Types of Schools for Expat Children
Making the move to a new country is an exhilarating decision, especially if you’re fortunate enough to have your family with you. For your children, where you decide to enroll them will play a vital part in their experience and adaptation to their new surroundings.
Understanding the basic types of international schools will help you make the best possible choice for their future. No matter which category you feel is the best, there’s a very likely chance that the curriculum will be rather different than what you grew up with, so try to maintain an open mind.
If your move is permanent or even fairly long term, then a local school could be your best option. Many of the private and possibly some public schools will offer programs that will assist in your child’s transition into a new culture, although the instructors will probably speak the local language most of the time. Your children will more than likely adapt more quickly to their surroundings, but it may be a bit rougher than an international school since the schooling isn’t designed around their needs.
Foreign National Schools (AKA International Schools)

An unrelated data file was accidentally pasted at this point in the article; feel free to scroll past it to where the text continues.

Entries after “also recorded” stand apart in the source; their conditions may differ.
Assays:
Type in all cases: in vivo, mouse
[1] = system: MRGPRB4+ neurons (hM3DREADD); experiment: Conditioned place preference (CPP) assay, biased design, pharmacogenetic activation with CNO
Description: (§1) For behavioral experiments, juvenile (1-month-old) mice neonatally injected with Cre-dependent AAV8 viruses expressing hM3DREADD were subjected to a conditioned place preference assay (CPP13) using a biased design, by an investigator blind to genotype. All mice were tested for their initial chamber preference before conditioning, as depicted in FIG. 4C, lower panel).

International schools are particularly suited to short-term stays for expat kids since they provide the lowest culture shock of schools abroad. They tend to follow a more classic curriculum of their respective country so their educational flow isn’t interrupted, but with the benefit of local language and cultural lessons.
In general, these schools are sparse and sometimes not available at all. However, for children that will only be in the country for a short period of time, they are the easiest environment for repatriation as well.
A very different choice is to send your child to a boarding school. Although it might seem extreme, this could be practical if you will be living abroad in a more hostile country or one that offers very little schooling options. One of the biggest perks of a boarding school is that they usually have fantastic academic reputations, which will serve kids well in preparing for college. The biggest downside will be the high cost and not having your children at home with you. While great for academia, make sure your child is ready for the emotional toll of living and studying apart from their family.
Your location will be a big determining factor on the kind of schooling availability you’ll have for your children. When choosing which direction to take, keep your child’s intellectual and emotional needs at the forefront and you’re sure to find a great school that will allow them to thrive in their new environment.